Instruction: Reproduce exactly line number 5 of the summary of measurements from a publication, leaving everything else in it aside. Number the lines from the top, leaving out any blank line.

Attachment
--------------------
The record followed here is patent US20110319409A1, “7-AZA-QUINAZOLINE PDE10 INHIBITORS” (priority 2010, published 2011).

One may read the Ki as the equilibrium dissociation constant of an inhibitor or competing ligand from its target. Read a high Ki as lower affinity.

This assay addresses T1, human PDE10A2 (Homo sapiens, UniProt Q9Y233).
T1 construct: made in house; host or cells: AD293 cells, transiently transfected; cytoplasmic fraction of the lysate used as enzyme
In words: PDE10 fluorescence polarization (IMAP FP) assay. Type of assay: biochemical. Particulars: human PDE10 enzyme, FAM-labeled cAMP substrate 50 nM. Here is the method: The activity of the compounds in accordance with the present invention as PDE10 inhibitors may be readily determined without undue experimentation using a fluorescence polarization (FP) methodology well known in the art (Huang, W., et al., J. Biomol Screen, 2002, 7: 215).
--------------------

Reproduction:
In words: PDE10 fluorescence polarization (IMAP FP) assay. Type of assay: biochemical. Particulars: human PDE10 enzyme, FAM-labeled cAMP substrate 50 nM. Here is the method: The activity of the compounds in accordance with the present invention as PDE10 inhibitors may be readily determined without undue experimentation using a fluorescence polarization (FP) methodology well known in the art (Huang, W., et al., J. Biomol Screen, 2002, 7: 215).